The Wednesday Play: Noël Coward’s Present Laughter (1981)

Continuing on from our previous Wednesday Play, we have another Noël Coward comedy – Present Laughter. A semi-autobiographical work that heteronormalised many of the relationships in Coward’s life, it was first staged in 1942 and follows a few days in the life of light comedy actor Gary Essendine (then played by Coward) as he prepares to tour Africa. Along the way, Garry has to deal with women who want to seduce him, placate his long-suffering secretary and his estranged wife, cope with a crazed young playwright, and overcome his mid-life crisis.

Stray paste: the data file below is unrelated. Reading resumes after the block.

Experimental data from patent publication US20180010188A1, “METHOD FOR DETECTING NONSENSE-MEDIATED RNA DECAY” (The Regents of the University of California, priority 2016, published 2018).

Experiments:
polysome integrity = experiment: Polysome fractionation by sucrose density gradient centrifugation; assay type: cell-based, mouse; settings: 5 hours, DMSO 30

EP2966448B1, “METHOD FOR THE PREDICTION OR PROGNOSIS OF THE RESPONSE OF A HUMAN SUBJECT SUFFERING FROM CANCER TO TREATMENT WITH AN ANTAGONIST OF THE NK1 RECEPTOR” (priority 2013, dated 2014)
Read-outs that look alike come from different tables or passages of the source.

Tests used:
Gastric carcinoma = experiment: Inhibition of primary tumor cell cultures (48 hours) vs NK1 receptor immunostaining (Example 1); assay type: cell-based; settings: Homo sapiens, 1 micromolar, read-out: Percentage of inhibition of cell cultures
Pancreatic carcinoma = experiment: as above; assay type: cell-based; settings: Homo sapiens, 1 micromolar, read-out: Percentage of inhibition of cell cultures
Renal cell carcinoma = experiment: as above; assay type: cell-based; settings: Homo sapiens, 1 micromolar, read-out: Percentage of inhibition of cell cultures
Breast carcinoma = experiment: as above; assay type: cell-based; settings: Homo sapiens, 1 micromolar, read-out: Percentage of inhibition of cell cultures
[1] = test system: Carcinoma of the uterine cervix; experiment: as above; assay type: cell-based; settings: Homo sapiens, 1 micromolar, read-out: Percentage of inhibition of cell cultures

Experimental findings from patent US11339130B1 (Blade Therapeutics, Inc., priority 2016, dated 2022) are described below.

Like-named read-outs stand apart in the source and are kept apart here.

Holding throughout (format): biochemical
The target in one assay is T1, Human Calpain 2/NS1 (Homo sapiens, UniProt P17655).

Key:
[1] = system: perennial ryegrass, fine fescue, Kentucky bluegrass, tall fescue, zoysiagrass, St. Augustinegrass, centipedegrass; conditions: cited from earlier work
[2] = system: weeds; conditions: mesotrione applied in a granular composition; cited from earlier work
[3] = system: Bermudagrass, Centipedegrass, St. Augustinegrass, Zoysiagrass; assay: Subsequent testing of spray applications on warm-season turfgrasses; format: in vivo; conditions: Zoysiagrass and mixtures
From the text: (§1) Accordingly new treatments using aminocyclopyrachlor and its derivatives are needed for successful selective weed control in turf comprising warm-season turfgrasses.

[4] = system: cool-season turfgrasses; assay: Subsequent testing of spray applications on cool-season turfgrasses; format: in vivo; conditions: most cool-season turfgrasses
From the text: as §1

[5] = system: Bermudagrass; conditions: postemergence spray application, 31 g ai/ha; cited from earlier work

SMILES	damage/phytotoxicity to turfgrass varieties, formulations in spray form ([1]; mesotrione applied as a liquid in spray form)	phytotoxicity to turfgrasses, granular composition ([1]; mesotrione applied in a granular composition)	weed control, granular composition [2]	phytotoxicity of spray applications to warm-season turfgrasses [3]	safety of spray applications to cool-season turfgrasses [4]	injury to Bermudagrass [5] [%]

There are, of course, many ways to film the play and in 1981, the BBC took the most literal route possible, filming Alan Strachan’s production at the Vaudeville Theatre in London. Starring Donald Sinden as Essendine, as well as Dinah Sheridan, Gwen Watford and Elizabeth Counsell, it also gave a young Belinda Lang (Dear John, 2point4 Children, Alleyn Mysteries, Second Thoughts, Bust, The Bretts) one of her earliest roles as a groupie of Essendine and featured as the crazed young playwright a certain Julian Fellowes, who would of course go on to become a playwright in real-life and eventually give us that little heard of series Downton Abbey. I’m not completely convinced the initial scenes of the actors arriving at the theatre are 100% genuine, but YMMV.